Visual Studio Tools for Office (VSTO)

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This is my VSTO page. Here I link to some of the resources I use for working with Visual Studio Tools for Office. Plus a few links to Office Business Applications (OBA) items of interest. I also blog about VSTO (you can view the VSTO posts here) or subscribe to the feed: VSTO feed

VSTO - Visual Studio Tools for Office

A short history of VSTO

VSTO is Microsoft’s tool set for building applications that run in Microsoft Office (eg Word, Excel, Outlook, PowerPoint).

Originally a replacement for VBA (Visual Basic for Applications) that was delivered in Excel and Word, VSTO was made available in its first version approximately around the start of 2004, targeting the Office 2003 platform. Development was performed in Visual Studio 2003 but was referred to as VSTO 2003 (or sometimes VSTO 1.0). It was an add-on to VS.NET 2003 and wasn’t free (costing around $450).

The second version, referred to as VSTO 2005 was a big update that added numerous advances and enhancements (eg support for Outlook). It was delivered as a special SKU of VS 2005 (my understanding is it was not available as a separate download, but I could be wrong).

The third version, confusingly titled VSTO 2005 Second Edition (VSTO 2005 SE) was delivered in 2007 and focused on targeting the Office 2007 platform. It was a freely downloadable add-on for VS 2005.

This SE version was tweaked significantly and included as part of Visual Studio 2008 (released in November 2007), and is referred to as VSTO V3 (even though it is the fourth version of the product). VSTO 2008 overcomes many of the deployment and security hurdles found in previous versions, and adds a number of design helpers (eg visual editing of Office 2007 toolbars, support for SharePoint 3.0 Workflow, etc).

[The reason the version numbers are confusing is because in Vx terms they refer to the runtime used, not so much the tooling released. So, technically speaking VSTO 2005 and VSTO 2005 SE both use the same V2 runtime. VSTO in Visual Studio 2008 is using V3 of the runtime, even though it is the fourth release of the product.]

The aim of VSTO is to provide tools for developers to build on top of Office as a platform. Using VB.NET and/or C#, developers can use Visual Studio to build add-ins for most of the Office 2003 and 2007 applications, including Word, Excel, Outlook, PowerPoint, InfoPath and Visio. SharePoint and Groove development is also possible, although not directly targeted.

I personally believe the time for VSTO has come. I say this for two reasons:

  1. Because the Office platform is now at a point where it is not only feature rich, but easily scalable as a platform (especially via it’s SharePoint strategy).
  2. VSTO has a comprehensive feature set, and has addressed many of the deployment and security aspects that hindered it predecessors.

Trivia: Was originally pronounced ‘visto’ but was discouraged once Vista came out in order to reduce the confusion between them in casual conversation. Lately ‘visto’ has re-entered ‘accepted’ conversation :-)

See also my blog post: 2008: The Year of VSTO. For a description of OBA you may find my post on Office Business Applications useful. And here’s a post covering the basics of VSTO.

Resources

VSTO

VSTO on MSDN
VSTO Forum
Office Zealot – VSTO
Outlook Code and Forum
Ken Slovak (Outlook)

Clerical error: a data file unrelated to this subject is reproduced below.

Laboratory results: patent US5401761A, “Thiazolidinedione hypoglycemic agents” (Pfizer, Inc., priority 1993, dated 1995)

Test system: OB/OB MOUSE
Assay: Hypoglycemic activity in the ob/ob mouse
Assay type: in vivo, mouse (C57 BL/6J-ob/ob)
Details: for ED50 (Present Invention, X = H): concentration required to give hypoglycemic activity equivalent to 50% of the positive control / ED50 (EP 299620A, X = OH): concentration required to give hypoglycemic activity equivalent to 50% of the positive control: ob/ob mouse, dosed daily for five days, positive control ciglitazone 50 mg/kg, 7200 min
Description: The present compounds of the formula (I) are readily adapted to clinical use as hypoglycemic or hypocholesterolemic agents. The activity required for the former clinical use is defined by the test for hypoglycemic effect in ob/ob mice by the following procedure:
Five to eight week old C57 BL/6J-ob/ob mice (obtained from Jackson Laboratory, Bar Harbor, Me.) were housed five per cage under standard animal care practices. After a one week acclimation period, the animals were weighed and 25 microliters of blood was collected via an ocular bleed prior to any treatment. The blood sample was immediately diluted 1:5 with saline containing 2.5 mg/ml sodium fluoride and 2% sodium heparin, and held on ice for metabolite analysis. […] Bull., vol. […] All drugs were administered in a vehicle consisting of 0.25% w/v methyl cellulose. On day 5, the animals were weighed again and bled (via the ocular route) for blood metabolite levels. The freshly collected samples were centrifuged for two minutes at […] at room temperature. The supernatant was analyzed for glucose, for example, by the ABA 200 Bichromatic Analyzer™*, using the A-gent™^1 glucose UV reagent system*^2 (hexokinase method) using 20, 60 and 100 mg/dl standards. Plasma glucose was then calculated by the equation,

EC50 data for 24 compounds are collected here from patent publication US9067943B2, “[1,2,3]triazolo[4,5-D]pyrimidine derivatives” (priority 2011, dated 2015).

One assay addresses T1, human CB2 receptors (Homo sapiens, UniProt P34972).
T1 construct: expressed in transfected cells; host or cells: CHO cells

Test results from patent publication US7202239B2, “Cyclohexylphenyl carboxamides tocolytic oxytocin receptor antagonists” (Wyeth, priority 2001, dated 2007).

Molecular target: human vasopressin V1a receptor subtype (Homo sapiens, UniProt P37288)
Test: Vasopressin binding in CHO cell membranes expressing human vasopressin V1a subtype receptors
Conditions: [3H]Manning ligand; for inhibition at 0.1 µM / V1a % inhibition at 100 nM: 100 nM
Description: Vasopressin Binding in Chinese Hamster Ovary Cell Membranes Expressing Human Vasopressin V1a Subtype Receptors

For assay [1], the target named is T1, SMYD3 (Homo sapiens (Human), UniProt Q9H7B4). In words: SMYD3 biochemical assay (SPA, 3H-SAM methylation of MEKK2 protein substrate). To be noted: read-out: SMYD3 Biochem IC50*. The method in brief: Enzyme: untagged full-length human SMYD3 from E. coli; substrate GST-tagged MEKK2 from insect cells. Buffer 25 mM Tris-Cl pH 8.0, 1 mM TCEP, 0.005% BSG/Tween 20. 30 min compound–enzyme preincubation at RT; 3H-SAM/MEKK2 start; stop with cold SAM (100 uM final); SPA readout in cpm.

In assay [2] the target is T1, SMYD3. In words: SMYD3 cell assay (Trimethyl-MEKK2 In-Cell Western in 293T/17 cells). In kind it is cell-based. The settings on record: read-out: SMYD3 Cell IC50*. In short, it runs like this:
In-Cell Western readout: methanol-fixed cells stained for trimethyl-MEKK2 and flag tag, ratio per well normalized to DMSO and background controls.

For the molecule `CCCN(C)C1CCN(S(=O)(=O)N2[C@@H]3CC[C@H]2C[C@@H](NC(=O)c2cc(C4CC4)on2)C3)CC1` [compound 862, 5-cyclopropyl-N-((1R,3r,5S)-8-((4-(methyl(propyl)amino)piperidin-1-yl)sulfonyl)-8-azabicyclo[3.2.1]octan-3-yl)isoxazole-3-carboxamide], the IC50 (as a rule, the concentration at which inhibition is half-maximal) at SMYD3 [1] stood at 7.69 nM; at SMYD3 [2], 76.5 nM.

OBA Central
Office Business Applications Developer Portal
Office Business Applications FAQ
Office Business Applications Case Studies
See here for my full list of OBA resources

Specific links
How Do I Videos – Visual Studio Tools for Office
Andrew Coates list of VSTO resources (see also his VSTO deployment list)
VSTO Architecture (V3)

Tools
Dmitrv Streblechenko (including Redemption and OutlookSpy)
Office 2007 PIAs

VSTO bloggers
VSTO Blog (this includes Mary Lee and Christen Boyd posts)
Andrew Whitechapel
Chris Castillo
Eric Carter
Ken Getz
John R Durant
Kathleen McGrath
Kris Makey (focuses on deployment)
Mike Hernandez
Misha Shneerson
Nikhil Khandelwal (focuses on SharePoint workflow and VSTO)
Paul Ballard
Paul Stubbs
Tim Huckaby
OBA Team Blog
Steve Fox

4 comments

  • We need to create a task pane that can use smart tags to identify certain words and when a word is clicked provide a definition stored in an access database. We would also like to be able to do that with text boxes inside Access forms.

    There are so many methods and versions of VSTO, word and VS we’re not sure where to start. None of the sample code works (prob because we are using Word 2010 and VS2010

    Any suggestion as to where we should start?

  • Hi

    I have a problem with a app.

    This app is done with vsto and c# and openxml 2.0, this App works fine with MS Word 2010, but with MS Word 2013 not.

    When Open the Word Document in Office 2013, i select a text and change me the language in spelling check, From Spanish to English.

    Please help with that, already i have done:

    – In code behind, i assigned <>.Range.LanguageID = WdLanguageID.wdMexicanSpanish; and
    <>.Range.NoProofing = true;
    – In the template, i assigned the language to the spelling check

    Thanks in Advance

    • Hi Emmanuel, it’s a long time since I’ve done any VSTO coding, so unfortunately I can’t help you with this. I’d suggest trying on one of the MSDN VSTO forums, you’ll likely have more response there. Best of luck.

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I'm the co-host of HubShots and the CEO of XEN - helping mid-large B2B companies with their digital marketing and lead generation.

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